More than 300 nonprofit representatives from all over Alabama are attending the “2008 Nonprofit Summit. It’s sponsored by the Nonprofit Resource Center of Alabama. This is no “happy hands” workshop. Participants hear lectures on such topics as “How To Ask For Major Gifts,” “Discovering Profit Opportunities in the Nonprofit World” and “Proactive Media Strategies”.
“Nonprofit is a business.”
Summit attendee Verna Gates is the Executive Director of the nonprofit, Fresh Air Family.
“We are a business, and you have to run it professionally, and being professional is a crux to being successful. No matter what you do, you have to be professional which means having good accounting schemes. Good fundraising programs, good programs for people you serve. A good strategic plan, that you, where you’re going, and how you intend to get there.”
Welcome to the new world order for nonprofits, especially those, which focus on the arts. When the Jefferson County Commission cut off $4.2 million a year in funding for the art and culture, it was like a massive punch to the solerplexus, knocking the wind out of many local arts organizations. The resulting funds shortfall made many take a look at the way they conducted business. Without retooling their business and fund-raising practices, some could go out of business. That would greatly affect the $120 million that nonprofit arts and culture groups pump into the local economy each year. It’s no wonder nonprofits are looking to the for-profit world of accountability, branding and creating business and marketing strategies to survive.
For all nonprofits, the first order of business for staying alive, keeping folks employed and serving their clients is to create a business plan.
“If you don’t plan, and if you don’t grow, you will die.”
Cathy Lee is a consultant to nonprofits in Birmingham.
“You wouldn’t open a company, any kind of company, without an adequate business plan, and that what we need to do with nonprofits. What’s it going to cost us to do what we’re dreaming? Is it even doable? Figure out how much of that is earned revenue and fundraising funds follows last.”
From that business plan, a nonprofit should have a very good idea of not only who should be on their board, but also what skill sets are needed to move the organization forward.
“This is a new breed of volunteer, ‘I’m joining our board because I like bimbo, and bimbo invited me, and I’ll do it for him, and he’ll do it for me, and he said that I didn’t have to come to meetings’. Those days are over.”
Jerry Jacobs is an attorney for the Washington, DC law firm of Pillsbury, Winthrop and Pittman. He’s represented over 200 nonprofits over the last 20 years. He says two events caused the government to pass laws dictating the roles of for and not for profit boards. Enron and other corporate scandals resulte din the Sarbanes-Oxley Act in 2002. It established new and enhanced accountability and financial reporting standards for all U.S. public companies. Then, in 2004, the executive director of The United Way of America pleaded guilty to stealing almost half a million dollars during his 27 year tenure.Jacobs says since then, Congress has passed legislation which regulate the duties of board members for nonprofits.”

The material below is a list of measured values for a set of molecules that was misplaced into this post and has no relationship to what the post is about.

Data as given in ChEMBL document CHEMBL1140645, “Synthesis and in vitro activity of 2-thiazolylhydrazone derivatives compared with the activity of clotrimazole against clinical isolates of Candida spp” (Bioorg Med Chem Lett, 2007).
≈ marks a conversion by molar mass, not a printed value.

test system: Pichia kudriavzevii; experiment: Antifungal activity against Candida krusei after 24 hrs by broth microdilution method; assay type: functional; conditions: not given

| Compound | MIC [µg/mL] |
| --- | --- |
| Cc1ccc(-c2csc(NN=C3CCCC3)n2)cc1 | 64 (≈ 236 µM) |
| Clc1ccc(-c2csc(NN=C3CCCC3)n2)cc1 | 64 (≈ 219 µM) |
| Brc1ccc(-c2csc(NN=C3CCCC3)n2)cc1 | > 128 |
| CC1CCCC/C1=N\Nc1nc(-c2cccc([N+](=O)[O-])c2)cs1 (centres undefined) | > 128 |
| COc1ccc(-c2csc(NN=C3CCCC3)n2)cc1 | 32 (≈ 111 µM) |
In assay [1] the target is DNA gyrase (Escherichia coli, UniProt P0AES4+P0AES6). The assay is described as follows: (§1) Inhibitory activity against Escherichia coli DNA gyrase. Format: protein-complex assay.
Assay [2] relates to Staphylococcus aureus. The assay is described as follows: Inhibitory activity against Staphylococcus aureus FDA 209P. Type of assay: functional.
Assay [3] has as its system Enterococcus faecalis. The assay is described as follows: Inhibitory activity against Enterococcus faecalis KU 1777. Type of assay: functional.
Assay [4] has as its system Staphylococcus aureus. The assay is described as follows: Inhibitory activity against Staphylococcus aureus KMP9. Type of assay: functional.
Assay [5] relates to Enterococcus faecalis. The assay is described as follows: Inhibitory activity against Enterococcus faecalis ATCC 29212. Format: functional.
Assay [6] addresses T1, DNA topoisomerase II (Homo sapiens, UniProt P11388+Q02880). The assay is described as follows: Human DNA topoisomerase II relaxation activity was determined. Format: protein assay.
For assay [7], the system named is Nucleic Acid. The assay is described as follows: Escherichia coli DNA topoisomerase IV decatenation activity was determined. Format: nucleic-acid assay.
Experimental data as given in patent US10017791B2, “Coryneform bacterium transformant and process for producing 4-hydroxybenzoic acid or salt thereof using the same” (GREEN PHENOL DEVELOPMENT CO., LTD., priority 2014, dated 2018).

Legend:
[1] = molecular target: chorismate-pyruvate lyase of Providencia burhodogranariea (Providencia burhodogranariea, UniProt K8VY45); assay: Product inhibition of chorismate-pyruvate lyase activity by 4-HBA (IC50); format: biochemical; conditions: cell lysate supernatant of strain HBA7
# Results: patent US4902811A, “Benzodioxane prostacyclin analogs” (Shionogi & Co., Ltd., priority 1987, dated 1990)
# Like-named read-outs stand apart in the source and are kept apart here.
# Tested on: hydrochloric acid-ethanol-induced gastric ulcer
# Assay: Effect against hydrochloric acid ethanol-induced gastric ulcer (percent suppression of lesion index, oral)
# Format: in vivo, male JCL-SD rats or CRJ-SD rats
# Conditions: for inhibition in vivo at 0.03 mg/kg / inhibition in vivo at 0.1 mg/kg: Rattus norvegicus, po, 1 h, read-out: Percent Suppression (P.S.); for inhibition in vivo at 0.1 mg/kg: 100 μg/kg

“The law is very clear. Board members have a fiduciary or a loyalty, obligation to act in the organization’s best interest, not in the individual’s best interest. First and foremost, though they’re supposed to have a good sense of the finances of the organization. They’re supposed to give direction and guidance.”
“You need independent oversight. And, I also think the board should be selected by the board, rather than the chief executive.”
Phil Buchanan is the president of the Center of Philanthropy in Cambridge, Massachusetts. He says that many times, the executive directors of nonprofits select their board members. He says a board’s primary function is to occasionally hold the executive’s feet to the fire. If the board is stacked with their friends, that’s not good for the organization.
“Again, that doesn’t mean they get cut out of the process. Ultimately the board decides who’s on the board. Otherwise you don’t have real independent oversight, and the chief executive has too much power, and it becomes a personal fiefdom.”
Many local arts organization’s boards prevent this with bylaws that state members rotate off the board every two or three years. When a position is open, the board members and executive director work together to find a person with the skill sets needed to move the organization forward.
Like board members, the job description for executive director is changing, as well. The days when the executive director, or the head of the nonprofit was responsible mostly for fund-raising, or scheduling and holding meetings are largely gone.
Ellen Grady, of the United Way of Central Alabama, says she is seeing nonprofits are looking for someone who has a passion for the cause and a good head for business.
“That may have a background in accounting, or the may have a background in business or administration for example.”
Corporate or wealthy donors are carefully scrutinizing nonprofits before making contributions or becoming members of their boards. They’re looking closely at who’s on the board, the background of the executive director, their finances and their use of sound business practices-to ensure that every dollar counts.